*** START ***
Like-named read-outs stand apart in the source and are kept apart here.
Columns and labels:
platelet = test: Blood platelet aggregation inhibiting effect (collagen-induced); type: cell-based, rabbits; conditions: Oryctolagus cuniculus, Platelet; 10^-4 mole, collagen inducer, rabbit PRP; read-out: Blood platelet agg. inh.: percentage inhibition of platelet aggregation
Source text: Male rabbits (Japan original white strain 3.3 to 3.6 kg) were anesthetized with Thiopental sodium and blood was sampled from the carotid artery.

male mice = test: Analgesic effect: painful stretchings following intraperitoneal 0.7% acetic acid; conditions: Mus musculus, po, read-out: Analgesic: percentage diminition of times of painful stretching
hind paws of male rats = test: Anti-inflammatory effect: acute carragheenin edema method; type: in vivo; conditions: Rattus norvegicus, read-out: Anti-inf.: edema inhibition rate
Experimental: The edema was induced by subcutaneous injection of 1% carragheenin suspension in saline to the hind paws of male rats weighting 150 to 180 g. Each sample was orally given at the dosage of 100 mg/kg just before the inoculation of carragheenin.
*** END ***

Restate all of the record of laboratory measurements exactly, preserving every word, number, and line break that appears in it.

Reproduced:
Like-named read-outs stand apart in the source and are kept apart here.
Columns and labels:
platelet = test: Blood platelet aggregation inhibiting effect (collagen-induced); type: cell-based, rabbits; conditions: Oryctolagus cuniculus, Platelet; 10^-4 mole, collagen inducer, rabbit PRP; read-out: Blood platelet agg. inh.: percentage inhibition of platelet aggregation
Source text: Male rabbits (Japan original white strain 3.3 to 3.6 kg) were anesthetized with Thiopental sodium and blood was sampled from the carotid artery.

male mice = test: Analgesic effect: painful stretchings following intraperitoneal 0.7% acetic acid; conditions: Mus musculus, po, read-out: Analgesic: percentage diminition of times of painful stretching
hind paws of male rats = test: Anti-inflammatory effect: acute carragheenin edema method; type: in vivo; conditions: Rattus norvegicus, read-out: Anti-inf.: edema inhibition rate
Experimental: The edema was induced by subcutaneous injection of 1% carragheenin suspension in saline to the hind paws of male rats weighting 150 to 180 g. Each sample was orally given at the dosage of 100 mg/kg just before the inoculation of carragheenin.